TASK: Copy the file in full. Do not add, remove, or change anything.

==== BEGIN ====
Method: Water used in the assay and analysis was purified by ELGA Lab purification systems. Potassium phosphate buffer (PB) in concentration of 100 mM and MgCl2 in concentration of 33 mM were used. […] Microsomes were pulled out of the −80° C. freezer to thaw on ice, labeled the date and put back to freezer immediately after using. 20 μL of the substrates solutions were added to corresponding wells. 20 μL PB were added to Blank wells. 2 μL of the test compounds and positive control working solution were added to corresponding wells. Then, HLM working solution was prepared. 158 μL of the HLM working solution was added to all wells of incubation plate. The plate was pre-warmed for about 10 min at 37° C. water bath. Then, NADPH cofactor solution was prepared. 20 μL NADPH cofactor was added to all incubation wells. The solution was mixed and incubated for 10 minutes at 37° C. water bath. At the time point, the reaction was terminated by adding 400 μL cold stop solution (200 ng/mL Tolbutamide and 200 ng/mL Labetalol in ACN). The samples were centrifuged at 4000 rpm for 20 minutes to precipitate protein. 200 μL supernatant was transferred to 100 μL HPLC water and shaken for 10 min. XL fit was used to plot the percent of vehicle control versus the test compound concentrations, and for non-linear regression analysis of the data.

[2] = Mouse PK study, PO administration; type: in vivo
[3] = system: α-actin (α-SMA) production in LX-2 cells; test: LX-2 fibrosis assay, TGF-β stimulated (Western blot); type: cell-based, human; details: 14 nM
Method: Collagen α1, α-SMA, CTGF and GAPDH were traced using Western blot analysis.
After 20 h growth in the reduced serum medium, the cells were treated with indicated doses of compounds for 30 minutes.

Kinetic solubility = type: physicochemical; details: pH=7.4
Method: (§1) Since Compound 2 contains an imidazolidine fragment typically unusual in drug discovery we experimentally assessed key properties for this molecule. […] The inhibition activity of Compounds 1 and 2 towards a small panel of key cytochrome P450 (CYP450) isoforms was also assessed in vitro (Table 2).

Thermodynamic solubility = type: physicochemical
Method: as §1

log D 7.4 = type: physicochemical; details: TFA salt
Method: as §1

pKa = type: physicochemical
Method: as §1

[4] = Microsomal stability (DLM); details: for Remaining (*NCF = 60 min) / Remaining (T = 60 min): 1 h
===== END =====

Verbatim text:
Method: Water used in the assay and analysis was purified by ELGA Lab purification systems. Potassium phosphate buffer (PB) in concentration of 100 mM and MgCl2 in concentration of 33 mM were used. […] Microsomes were pulled out of the −80° C. freezer to thaw on ice, labeled the date and put back to freezer immediately after using. 20 μL of the substrates solutions were added to corresponding wells. 20 μL PB were added to Blank wells. 2 μL of the test compounds and positive control working solution were added to corresponding wells. Then, HLM working solution was prepared. 158 μL of the HLM working solution was added to all wells of incubation plate. The plate was pre-warmed for about 10 min at 37° C. water bath. Then, NADPH cofactor solution was prepared. 20 μL NADPH cofactor was added to all incubation wells. The solution was mixed and incubated for 10 minutes at 37° C. water bath. At the time point, the reaction was terminated by adding 400 μL cold stop solution (200 ng/mL Tolbutamide and 200 ng/mL Labetalol in ACN). The samples were centrifuged at 4000 rpm for 20 minutes to precipitate protein. 200 μL supernatant was transferred to 100 μL HPLC water and shaken for 10 min. XL fit was used to plot the percent of vehicle control versus the test compound concentrations, and for non-linear regression analysis of the data.

[2] = Mouse PK study, PO administration; type: in vivo
[3] = system: α-actin (α-SMA) production in LX-2 cells; test: LX-2 fibrosis assay, TGF-β stimulated (Western blot); type: cell-based, human; details: 14 nM
Method: Collagen α1, α-SMA, CTGF and GAPDH were traced using Western blot analysis.
After 20 h growth in the reduced serum medium, the cells were treated with indicated doses of compounds for 30 minutes.

Kinetic solubility = type: physicochemical; details: pH=7.4
Method: (§1) Since Compound 2 contains an imidazolidine fragment typically unusual in drug discovery we experimentally assessed key properties for this molecule. […] The inhibition activity of Compounds 1 and 2 towards a small panel of key cytochrome P450 (CYP450) isoforms was also assessed in vitro (Table 2).

Thermodynamic solubility = type: physicochemical
Method: as §1

log D 7.4 = type: physicochemical; details: TFA salt
Method: as §1

pKa = type: physicochemical
Method: as §1

[4] = Microsomal stability (DLM); details: for Remaining (*NCF = 60 min) / Remaining (T = 60 min): 1 h